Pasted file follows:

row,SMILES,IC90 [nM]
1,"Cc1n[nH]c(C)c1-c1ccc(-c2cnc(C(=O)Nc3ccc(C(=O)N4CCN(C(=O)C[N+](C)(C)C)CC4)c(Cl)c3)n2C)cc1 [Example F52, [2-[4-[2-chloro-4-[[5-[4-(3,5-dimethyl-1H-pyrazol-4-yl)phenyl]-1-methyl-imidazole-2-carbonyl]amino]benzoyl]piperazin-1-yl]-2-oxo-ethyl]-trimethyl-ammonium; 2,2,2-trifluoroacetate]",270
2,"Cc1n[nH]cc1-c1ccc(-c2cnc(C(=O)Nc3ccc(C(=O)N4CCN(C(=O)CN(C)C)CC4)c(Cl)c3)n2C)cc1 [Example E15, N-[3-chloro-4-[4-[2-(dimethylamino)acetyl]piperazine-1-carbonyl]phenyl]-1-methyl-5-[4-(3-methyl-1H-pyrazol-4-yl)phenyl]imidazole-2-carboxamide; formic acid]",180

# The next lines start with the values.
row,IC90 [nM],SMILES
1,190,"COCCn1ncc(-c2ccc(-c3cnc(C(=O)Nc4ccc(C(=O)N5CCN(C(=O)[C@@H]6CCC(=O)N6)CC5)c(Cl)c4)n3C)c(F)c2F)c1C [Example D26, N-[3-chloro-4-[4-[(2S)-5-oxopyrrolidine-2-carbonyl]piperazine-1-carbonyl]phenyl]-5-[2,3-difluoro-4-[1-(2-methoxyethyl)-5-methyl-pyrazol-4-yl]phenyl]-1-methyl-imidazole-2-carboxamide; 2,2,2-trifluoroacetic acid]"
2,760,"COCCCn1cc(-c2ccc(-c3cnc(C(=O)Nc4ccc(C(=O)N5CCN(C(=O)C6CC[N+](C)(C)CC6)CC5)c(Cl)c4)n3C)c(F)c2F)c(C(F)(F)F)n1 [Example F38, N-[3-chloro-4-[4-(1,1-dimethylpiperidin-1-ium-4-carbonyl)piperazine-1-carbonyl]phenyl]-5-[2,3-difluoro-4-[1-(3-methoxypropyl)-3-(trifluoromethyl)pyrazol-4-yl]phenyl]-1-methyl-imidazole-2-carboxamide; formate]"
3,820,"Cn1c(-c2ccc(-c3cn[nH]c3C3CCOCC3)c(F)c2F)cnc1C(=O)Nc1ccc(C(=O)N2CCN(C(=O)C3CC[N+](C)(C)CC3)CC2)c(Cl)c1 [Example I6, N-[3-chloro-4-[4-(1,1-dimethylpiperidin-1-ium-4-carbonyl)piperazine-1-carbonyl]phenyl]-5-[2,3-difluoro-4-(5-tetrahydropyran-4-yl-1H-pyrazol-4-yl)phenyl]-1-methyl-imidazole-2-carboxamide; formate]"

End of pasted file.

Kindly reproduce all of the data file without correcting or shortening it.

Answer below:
row,SMILES,IC90 [nM]
1,"Cc1n[nH]c(C)c1-c1ccc(-c2cnc(C(=O)Nc3ccc(C(=O)N4CCN(C(=O)C[N+](C)(C)C)CC4)c(Cl)c3)n2C)cc1 [Example F52, [2-[4-[2-chloro-4-[[5-[4-(3,5-dimethyl-1H-pyrazol-4-yl)phenyl]-1-methyl-imidazole-2-carbonyl]amino]benzoyl]piperazin-1-yl]-2-oxo-ethyl]-trimethyl-ammonium; 2,2,2-trifluoroacetate]",270
2,"Cc1n[nH]cc1-c1ccc(-c2cnc(C(=O)Nc3ccc(C(=O)N4CCN(C(=O)CN(C)C)CC4)c(Cl)c3)n2C)cc1 [Example E15, N-[3-chloro-4-[4-[2-(dimethylamino)acetyl]piperazine-1-carbonyl]phenyl]-1-methyl-5-[4-(3-methyl-1H-pyrazol-4-yl)phenyl]imidazole-2-carboxamide; formic acid]",180

# The next lines start with the values.
row,IC90 [nM],SMILES
1,190,"COCCn1ncc(-c2ccc(-c3cnc(C(=O)Nc4ccc(C(=O)N5CCN(C(=O)[C@@H]6CCC(=O)N6)CC5)c(Cl)c4)n3C)c(F)c2F)c1C [Example D26, N-[3-chloro-4-[4-[(2S)-5-oxopyrrolidine-2-carbonyl]piperazine-1-carbonyl]phenyl]-5-[2,3-difluoro-4-[1-(2-methoxyethyl)-5-methyl-pyrazol-4-yl]phenyl]-1-methyl-imidazole-2-carboxamide; 2,2,2-trifluoroacetic acid]"
2,760,"COCCCn1cc(-c2ccc(-c3cnc(C(=O)Nc4ccc(C(=O)N5CCN(C(=O)C6CC[N+](C)(C)CC6)CC5)c(Cl)c4)n3C)c(F)c2F)c(C(F)(F)F)n1 [Example F38, N-[3-chloro-4-[4-(1,1-dimethylpiperidin-1-ium-4-carbonyl)piperazine-1-carbonyl]phenyl]-5-[2,3-difluoro-4-[1-(3-methoxypropyl)-3-(trifluoromethyl)pyrazol-4-yl]phenyl]-1-methyl-imidazole-2-carboxamide; formate]"
3,820,"Cn1c(-c2ccc(-c3cn[nH]c3C3CCOCC3)c(F)c2F)cnc1C(=O)Nc1ccc(C(=O)N2CCN(C(=O)C3CC[N+](C)(C)CC3)CC2)c(Cl)c1 [Example I6, N-[3-chloro-4-[4-(1,1-dimethylpiperidin-1-ium-4-carbonyl)piperazine-1-carbonyl]phenyl]-5-[2,3-difluoro-4-(5-tetrahydropyran-4-yl-1H-pyrazol-4-yl)phenyl]-1-methyl-imidazole-2-carboxamide; formate]"